Los Angeles based duo Swimsuit Issue has released the video for their first single “Look Now”. Swimsuit Issue consists of Miles Garber and Dave Gagliardi. Garber started off as a model in mens fashion while Gagliardi is in a band called Trash Talk.
“Look Now” is about addiction. The video starts off with a news case. In the video, you see Miles Garber as an FBI agent and Dave Gagliardi as a stock market conman. “Look Now” music video looks like it is from a FBI show based out of the 80s. The video displays creative clips and shows what it would be like as an actual FBI agent.The song for the video is really good, but the video for the track is even better.
Los Angeles singer-songwriter Luna Shadows puts twist on her latest single “Youth (Quiet)”, bringing a modern feel to her song. The song itself is exactly reflective of the title, as it’s about remembering who we are and where we come from. “Youth” helps the listener recognize the darkness that comes with love. Thought it is an alternate version of the original single, this version captures her raw vocals. “Youth (Quiet)” shows off Luna Shadows creativity as a songwriter and a vocalist.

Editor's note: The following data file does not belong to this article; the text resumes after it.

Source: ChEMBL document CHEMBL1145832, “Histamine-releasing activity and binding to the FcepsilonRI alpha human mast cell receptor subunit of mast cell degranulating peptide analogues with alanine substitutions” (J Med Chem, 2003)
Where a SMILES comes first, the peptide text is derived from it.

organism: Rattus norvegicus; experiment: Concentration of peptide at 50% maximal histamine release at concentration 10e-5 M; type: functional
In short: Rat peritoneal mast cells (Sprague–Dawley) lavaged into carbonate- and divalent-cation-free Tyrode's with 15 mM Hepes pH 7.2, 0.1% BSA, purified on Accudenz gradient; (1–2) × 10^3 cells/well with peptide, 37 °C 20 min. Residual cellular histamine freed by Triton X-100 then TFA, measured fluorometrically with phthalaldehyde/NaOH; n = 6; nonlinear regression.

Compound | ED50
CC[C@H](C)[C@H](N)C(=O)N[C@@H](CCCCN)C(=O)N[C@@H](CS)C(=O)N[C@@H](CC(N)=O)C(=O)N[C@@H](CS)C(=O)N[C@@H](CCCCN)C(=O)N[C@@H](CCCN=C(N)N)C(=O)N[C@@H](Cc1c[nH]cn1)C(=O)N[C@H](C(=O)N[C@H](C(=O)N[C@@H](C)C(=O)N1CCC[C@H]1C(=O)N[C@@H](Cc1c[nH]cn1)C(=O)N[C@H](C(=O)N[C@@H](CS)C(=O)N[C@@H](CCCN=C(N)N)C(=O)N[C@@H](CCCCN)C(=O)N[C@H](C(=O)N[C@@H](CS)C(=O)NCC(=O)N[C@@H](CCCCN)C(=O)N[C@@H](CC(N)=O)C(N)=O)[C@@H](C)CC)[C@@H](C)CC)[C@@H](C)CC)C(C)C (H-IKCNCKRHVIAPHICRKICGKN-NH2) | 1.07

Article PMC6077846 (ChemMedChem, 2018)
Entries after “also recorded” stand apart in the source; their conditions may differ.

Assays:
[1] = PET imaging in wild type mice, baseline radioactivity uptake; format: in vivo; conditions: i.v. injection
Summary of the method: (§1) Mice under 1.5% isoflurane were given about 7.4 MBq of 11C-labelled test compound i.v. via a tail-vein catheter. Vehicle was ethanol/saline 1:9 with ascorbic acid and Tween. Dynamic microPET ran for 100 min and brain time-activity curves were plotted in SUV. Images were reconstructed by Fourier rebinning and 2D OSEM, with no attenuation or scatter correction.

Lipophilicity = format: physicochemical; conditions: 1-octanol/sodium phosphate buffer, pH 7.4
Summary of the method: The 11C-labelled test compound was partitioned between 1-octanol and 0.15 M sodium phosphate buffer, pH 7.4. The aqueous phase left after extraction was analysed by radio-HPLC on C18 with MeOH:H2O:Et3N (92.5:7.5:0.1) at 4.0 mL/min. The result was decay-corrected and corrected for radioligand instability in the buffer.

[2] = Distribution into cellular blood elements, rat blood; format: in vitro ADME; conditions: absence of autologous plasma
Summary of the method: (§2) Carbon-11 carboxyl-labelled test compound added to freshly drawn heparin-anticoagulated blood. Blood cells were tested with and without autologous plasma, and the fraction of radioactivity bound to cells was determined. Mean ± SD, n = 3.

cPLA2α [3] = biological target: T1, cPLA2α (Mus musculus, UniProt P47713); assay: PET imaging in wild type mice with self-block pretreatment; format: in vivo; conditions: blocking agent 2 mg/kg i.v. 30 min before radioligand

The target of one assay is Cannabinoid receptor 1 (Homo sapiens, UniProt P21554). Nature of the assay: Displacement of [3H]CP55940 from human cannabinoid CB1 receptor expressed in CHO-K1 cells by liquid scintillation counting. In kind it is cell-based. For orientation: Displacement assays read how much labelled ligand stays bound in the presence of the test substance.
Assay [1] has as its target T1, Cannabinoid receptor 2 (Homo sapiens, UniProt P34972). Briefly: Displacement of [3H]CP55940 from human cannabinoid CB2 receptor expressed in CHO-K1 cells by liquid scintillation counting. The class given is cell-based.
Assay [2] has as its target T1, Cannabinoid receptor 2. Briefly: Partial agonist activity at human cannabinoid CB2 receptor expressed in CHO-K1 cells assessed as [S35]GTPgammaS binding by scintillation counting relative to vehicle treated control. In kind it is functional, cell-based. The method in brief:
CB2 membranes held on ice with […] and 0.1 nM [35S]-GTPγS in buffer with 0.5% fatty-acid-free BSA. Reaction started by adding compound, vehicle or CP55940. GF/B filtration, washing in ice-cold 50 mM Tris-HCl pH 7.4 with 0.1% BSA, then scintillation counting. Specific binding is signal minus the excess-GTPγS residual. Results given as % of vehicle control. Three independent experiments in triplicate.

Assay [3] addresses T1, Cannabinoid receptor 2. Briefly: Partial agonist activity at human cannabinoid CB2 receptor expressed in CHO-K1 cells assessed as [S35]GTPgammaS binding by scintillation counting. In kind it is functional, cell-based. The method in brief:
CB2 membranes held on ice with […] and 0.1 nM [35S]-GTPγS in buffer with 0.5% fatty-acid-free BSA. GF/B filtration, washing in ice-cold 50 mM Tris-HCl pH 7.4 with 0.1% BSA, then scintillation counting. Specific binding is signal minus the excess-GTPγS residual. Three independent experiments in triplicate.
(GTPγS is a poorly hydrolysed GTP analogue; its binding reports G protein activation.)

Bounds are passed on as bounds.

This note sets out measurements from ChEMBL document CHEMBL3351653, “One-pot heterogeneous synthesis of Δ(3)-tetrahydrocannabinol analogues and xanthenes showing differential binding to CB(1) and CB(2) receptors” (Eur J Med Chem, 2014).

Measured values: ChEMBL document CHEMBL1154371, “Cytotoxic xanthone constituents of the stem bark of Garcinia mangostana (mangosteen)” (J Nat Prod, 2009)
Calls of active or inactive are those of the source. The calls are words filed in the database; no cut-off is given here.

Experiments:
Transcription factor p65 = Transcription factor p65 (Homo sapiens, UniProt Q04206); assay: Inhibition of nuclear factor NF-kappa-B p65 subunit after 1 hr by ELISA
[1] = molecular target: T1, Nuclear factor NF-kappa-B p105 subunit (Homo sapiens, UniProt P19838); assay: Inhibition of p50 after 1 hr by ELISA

Xiuhtezcatl is an explosion of talent. The 17 year old rapper and activist is an indigenous artist who is using his voice to do big things – even leading a lawsuit against the Federal Government (Youth vs Gov). He’s been creating music since age 7, and ten years later, he’s dropping his debut LP Break Free this spring, led by his single “Blu Ink”, featuring his sister Isa. “Blu Ink” is just a sampling of one aspect of his talent, and displays not only his rapping skills but also his passion, complemented by his sister’s vocals. It’s everything you’d expect from an exceptional young artist and yet so much more. Xiuhtezcatl elaborates:
I’m telling my own story as a young artist, a young 17-year-old growing up in this world, and what the hell it’s like to process all that. I’m beyond stoked to release this record, simply because it’s a massive step for me in the world of music…The record is going to change the way the world sees me, and it’s going to change the way that I’ve told my story to the world.